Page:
I have been on Twitter since 2006. I originally joined because I had a crush on Neil Gaiman. And then he married Amanda Palmer. Then I had a crush on Amanda Palmer. Since then I’ve organically grown my following to about 850 real people, mostly writers and readers and lovers of Folklore. It’s been a space where, unlike Facebook or Instagram, I have been comparatively encouraged to be myself. I have heard it said that Twitter is where people go to become brands, and brands go to become people, but there is a side of Twitter that encourages authenticity and values the personal journey. I have always found Instagram to be a place of inspiration and creativity, much like TikTok, but also like TikTok, Instagram is a place where complexity and reality is hidden cleverly beneath very shiny and polished exterior, like a beautiful car with a crap engine.
Facebook is just where I go to see my friends, real people that I’ve met and developed relationship with, though even a relatively intimate relationship online is always going to be clouded by the persona people wish others to see.
Twitter has become a place of support and community, especially for the #WritingCommunity, where we lift each other up for exposure and often become consumers of the hobby we ourselves practice. I’ve been happy to meet and promote the works of many Indie authors in that space.
Twitter On The Edge
|Twitter on the Edge|
This was a decent run-down of the latest issues at Twitter, though it does lack a little of the finer details. Here’s what is being reported.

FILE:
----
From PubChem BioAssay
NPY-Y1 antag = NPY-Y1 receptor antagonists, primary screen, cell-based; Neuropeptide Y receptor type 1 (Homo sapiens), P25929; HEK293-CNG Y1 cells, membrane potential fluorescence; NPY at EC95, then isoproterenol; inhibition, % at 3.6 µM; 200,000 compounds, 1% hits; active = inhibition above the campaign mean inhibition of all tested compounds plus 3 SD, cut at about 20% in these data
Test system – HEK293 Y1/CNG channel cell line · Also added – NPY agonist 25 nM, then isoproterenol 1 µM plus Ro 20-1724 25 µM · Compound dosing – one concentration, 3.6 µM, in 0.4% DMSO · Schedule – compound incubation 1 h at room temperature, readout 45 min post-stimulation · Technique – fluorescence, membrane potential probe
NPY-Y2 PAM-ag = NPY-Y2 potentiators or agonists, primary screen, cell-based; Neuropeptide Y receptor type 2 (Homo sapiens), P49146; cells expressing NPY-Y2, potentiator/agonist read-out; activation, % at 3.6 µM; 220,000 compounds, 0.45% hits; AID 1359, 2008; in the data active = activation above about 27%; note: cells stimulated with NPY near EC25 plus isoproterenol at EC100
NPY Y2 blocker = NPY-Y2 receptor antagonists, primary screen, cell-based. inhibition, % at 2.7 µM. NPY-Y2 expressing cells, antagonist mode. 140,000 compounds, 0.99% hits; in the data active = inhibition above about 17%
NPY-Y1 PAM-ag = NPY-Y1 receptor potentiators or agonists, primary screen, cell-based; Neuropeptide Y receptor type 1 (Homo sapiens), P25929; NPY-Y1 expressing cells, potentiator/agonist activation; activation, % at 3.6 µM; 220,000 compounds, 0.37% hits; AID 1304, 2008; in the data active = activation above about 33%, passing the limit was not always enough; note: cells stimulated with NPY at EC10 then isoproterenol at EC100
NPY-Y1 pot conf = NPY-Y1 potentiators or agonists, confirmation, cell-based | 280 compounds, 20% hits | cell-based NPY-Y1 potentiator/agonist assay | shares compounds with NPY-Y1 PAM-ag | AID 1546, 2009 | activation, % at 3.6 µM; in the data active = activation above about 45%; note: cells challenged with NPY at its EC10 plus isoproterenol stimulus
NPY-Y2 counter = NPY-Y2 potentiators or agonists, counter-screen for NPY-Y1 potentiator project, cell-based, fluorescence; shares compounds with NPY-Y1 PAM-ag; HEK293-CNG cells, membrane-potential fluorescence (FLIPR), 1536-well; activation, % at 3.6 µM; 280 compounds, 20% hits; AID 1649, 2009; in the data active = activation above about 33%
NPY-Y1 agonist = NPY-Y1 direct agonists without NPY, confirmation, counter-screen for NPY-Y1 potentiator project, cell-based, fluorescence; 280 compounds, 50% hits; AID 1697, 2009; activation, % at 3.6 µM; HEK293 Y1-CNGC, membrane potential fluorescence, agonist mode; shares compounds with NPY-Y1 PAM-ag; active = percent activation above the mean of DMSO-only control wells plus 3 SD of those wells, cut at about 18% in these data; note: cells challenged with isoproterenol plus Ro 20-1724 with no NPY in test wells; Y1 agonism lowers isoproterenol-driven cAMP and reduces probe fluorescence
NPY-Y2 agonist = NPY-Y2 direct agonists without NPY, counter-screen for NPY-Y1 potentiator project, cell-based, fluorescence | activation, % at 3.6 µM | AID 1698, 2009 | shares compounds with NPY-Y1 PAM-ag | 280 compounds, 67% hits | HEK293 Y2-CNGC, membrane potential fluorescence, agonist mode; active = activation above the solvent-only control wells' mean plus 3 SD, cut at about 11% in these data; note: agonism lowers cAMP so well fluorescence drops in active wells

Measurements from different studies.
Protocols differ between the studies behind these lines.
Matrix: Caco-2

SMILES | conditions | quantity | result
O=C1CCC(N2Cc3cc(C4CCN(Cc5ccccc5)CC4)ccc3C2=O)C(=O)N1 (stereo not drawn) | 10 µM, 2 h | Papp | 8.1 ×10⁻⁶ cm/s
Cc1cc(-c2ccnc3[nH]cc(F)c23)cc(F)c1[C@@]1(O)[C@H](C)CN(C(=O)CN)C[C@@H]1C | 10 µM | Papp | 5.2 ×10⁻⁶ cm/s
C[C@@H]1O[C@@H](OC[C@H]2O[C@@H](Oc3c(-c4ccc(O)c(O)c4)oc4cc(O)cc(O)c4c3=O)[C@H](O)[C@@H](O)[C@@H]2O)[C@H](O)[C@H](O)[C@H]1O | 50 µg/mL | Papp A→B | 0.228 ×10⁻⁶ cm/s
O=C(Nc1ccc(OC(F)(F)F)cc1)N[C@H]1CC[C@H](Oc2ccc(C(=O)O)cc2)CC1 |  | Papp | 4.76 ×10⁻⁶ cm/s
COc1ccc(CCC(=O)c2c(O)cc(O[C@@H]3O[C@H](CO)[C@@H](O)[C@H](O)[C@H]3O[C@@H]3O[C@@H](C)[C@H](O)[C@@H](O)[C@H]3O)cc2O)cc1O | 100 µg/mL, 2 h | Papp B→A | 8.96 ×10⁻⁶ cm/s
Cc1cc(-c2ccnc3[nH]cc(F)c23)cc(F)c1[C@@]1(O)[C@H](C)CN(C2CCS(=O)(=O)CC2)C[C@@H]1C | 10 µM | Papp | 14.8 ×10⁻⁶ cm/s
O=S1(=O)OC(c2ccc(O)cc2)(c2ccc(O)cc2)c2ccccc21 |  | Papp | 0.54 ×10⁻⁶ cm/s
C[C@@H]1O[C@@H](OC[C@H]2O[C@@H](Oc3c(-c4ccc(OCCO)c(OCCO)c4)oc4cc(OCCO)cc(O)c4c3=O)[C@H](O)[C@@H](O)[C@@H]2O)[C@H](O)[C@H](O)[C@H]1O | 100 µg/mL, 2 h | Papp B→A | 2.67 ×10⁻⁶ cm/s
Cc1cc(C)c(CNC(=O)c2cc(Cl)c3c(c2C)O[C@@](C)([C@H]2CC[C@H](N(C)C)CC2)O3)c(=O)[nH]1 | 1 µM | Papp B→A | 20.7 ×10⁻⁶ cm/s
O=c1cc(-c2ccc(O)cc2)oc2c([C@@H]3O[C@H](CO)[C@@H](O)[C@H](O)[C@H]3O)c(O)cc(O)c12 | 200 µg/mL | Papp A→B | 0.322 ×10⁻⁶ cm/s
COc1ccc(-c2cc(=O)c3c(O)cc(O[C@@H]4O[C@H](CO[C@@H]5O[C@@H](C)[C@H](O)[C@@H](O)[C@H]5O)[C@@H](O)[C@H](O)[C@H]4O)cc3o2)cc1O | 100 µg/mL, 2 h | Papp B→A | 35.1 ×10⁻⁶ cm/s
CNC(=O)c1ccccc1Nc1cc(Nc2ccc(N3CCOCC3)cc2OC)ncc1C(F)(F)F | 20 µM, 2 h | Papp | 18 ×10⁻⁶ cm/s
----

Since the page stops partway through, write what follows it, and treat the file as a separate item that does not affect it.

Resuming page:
The above gives a decent-ish run down of the concerns users are having about how well the software can run on so few people with offices closed.
It is true that large teams of people are needed to keep big platform apps like Twitter running, but there’s a lot that people don’t seem to understand about how large distributed systems work that makes me think the idea of Twitter slowing down, or shutting off as a result of no one being in the office, is a load of bupkiss.
Twitter Is Software
Like most apps, and anything we use that is a human-interactive interface–called a user interface–there is a complex software underneath the smooth and hopefully enjoyable set of images, text, links, buttons, and however many dozens of interactions that make up the exterior of an application. This complex system requires dozens of people working either together or independently to function under normal circumstances: the addition of new features, the maintenance of old code, the upkeep of hardware, the scalability of architecture, proactive–and sometimes reactive–defenses against external attack. Taking this logic into account, with so many layoffs, strikes, and lockouts, it stands to reason that without everyone having their eyes on the software all the time that it’s only a matter of hours before the entire thing falls to pieces.